Habitats of the Llano Estacado
Photoessay – Shinoak-Covered Sanddunes (July, 2009)
Nathan Taylor’s family farms cotton west of Lamesa. In 2009 Nathan was 15 years old. He is homeschooled, and before or after lessons, or while he is working on the farm (hoeing or driving the tractor) he explores his homestead. His family’s house sits in the middle of shinoak covered sanddunes. His photography records the changing seasons, and through the year he discovered a number of organisms (both plants and animals) that had not been recorded in western Dawson County before his observations. In November 2009 he was elected Vice-President of the Llano Estacado Chapter of the Texas Master Naturalists.
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Related Photoessays: April | June | August | September | October | Early November | Mid-November | Early December
A baby southern prairie lizard emerged in July.
Sibley staff is confused about this grass. Is this red lovegrass?
Or is this?
Papsalum grasses are usually found in moist locations, but a species has adapted to dune life.
Harvester ants clear a large area around their hole. (Is this in protection from horned lizards?)
A large mushroom “exploded” after a few days.
Puffball mushrooms can be softball sized.
This mushroom was quite shaggy.
Another mushroom had a glossy gray skin.
The species that “exploded” was found in a group of three, pre-exploding.
Rayed palafoxia is limited to loose sand dune soils.
When rayed palafoxia is just beginning to bloom, less rayflowers are visible.
Sand innocence (Hedyotis) is a delicate annual. Notice the fuzzy aspect to the petals.
Snake herb is more common in tighter soils. It is very astringent and was once placed on snakebites to “draw out” the poison.
Notice the sand grains on the leaf of this spurge. Would the sunlight, when passing through the clear quartz crystals magnify the light, and cause burns on the leaf underneath?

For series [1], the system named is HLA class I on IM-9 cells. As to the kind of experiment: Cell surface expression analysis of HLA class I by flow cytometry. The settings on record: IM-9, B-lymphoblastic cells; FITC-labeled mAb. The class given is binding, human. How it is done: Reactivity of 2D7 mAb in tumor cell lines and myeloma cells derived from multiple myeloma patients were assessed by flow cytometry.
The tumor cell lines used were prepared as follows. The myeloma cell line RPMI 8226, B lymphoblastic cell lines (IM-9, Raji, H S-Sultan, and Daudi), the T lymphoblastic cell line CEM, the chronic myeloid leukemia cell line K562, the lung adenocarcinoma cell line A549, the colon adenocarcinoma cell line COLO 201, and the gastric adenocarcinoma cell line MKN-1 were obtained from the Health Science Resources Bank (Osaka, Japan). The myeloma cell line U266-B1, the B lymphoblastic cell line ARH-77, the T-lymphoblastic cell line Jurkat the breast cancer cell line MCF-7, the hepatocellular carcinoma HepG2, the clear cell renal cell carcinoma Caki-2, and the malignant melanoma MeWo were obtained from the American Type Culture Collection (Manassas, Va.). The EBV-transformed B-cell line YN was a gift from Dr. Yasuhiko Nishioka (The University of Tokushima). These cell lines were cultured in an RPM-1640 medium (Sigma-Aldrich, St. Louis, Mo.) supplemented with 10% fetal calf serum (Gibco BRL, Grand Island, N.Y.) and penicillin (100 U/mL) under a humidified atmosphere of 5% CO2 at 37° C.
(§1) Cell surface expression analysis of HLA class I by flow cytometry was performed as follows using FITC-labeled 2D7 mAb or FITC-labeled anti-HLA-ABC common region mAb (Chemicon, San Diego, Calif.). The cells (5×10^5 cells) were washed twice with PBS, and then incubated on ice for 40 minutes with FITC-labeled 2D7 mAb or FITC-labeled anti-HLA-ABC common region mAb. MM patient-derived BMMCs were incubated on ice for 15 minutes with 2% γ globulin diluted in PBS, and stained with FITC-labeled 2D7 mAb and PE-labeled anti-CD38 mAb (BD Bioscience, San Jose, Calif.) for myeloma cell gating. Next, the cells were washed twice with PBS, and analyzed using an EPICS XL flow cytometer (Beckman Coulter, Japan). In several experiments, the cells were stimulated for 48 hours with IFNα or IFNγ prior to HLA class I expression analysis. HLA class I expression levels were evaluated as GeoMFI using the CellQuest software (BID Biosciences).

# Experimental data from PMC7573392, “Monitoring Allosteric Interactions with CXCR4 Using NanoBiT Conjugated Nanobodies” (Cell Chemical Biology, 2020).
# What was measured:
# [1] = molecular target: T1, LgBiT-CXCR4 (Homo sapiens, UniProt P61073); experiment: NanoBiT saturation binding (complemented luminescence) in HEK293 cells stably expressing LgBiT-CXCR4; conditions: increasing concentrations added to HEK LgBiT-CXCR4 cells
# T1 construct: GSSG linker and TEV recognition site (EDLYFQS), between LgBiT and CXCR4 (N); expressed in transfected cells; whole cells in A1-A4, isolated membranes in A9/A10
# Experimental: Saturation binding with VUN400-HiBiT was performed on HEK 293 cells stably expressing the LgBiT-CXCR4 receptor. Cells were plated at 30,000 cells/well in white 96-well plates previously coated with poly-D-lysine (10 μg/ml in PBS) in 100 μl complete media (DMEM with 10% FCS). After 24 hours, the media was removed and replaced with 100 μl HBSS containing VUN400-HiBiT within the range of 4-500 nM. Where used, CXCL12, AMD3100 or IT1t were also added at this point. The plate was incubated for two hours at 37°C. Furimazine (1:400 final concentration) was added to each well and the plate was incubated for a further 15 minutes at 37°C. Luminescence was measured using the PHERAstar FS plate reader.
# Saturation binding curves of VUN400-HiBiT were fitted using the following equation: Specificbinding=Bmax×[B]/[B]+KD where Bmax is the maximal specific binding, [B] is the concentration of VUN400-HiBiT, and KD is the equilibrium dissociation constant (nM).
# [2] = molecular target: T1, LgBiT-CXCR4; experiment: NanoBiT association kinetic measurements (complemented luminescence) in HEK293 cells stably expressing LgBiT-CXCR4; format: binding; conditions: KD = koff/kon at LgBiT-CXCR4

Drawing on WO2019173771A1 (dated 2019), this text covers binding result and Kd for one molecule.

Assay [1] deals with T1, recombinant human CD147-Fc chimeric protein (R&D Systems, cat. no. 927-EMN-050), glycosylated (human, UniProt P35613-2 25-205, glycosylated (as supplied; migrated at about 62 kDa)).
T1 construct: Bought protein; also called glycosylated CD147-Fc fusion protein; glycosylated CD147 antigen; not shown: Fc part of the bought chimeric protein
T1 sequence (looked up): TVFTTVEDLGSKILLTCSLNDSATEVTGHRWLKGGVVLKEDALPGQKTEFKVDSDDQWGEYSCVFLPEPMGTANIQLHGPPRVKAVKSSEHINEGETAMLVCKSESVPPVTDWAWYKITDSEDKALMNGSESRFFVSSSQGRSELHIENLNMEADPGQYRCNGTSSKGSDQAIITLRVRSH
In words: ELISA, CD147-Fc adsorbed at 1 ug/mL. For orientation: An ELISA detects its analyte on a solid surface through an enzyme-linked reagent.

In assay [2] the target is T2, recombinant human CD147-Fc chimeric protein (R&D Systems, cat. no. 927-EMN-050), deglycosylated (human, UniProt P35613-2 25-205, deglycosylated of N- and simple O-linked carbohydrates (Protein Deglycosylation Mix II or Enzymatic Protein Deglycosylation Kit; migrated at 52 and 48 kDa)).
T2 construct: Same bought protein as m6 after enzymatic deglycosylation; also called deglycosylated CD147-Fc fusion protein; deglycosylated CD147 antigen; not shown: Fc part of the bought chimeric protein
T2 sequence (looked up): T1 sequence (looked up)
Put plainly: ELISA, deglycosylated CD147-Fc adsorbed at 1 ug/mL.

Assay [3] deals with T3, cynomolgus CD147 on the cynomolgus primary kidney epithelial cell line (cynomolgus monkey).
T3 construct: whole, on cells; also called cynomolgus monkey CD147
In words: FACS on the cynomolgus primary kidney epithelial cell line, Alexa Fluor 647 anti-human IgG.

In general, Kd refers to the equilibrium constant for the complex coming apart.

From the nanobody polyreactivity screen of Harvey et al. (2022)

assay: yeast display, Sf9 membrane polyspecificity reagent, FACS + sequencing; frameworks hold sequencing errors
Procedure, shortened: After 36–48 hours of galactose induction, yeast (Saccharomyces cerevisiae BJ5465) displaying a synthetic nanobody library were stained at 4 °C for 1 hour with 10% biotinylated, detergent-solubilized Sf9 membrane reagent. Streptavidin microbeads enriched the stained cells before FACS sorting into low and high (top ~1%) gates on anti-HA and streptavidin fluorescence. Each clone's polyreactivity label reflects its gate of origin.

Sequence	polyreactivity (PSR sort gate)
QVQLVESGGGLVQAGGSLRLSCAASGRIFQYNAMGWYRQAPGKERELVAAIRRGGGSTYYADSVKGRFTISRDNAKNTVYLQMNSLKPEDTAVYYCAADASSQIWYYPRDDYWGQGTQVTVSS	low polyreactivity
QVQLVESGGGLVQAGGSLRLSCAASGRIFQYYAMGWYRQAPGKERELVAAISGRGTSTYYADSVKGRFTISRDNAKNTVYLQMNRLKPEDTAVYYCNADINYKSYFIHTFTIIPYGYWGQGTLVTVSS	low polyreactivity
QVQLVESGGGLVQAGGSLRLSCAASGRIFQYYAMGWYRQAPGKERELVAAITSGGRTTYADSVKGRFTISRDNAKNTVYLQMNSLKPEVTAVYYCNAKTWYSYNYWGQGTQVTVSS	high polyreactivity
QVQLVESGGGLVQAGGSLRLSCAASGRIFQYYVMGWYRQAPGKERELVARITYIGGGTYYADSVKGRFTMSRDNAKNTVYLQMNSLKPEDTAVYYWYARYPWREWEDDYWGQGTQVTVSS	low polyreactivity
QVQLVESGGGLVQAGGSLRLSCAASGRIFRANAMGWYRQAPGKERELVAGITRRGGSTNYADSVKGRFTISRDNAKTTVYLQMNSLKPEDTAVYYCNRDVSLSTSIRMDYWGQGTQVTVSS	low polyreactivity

Vinegaroons are normally found in rocky soil. Nathan found this at a neighbor’s house, but not near rocky soil. This was a big surprise for the Sibley staff to learn that vinegaroons can be found in Dawson County!
A white horsemint bloomed when it was only 2 inches tall, in response to rapidly drying soils and 100 degree F days.
Nathan is fascinated with amaranths. This leaf was mutated.
This individual had abnormally large leaves.
All farmers look to the sky, and watch the clouds. Rain means a profit, hail mean disaster, drought means disaster.
Devil’s claw is a common weed in cotton fields. Its blooms are pretty, but the plant is sticky with a moisture that smells like cat urine. (But the seeds are tasty treats to a farmer in the field.)
The buds reveal the hairy structure that exudes the stickly liquid on the devil’s claw.
A horned lizard’s face is downright gnarly!
Horny toads can be quite beautiful with bright colors.
Rayless palafox is close kin to the rayed palafox above, but it will grow in tighter soils. It is rare to find both species on the same small piece of property.
Sunsets are glorious on the Llano Estacado!
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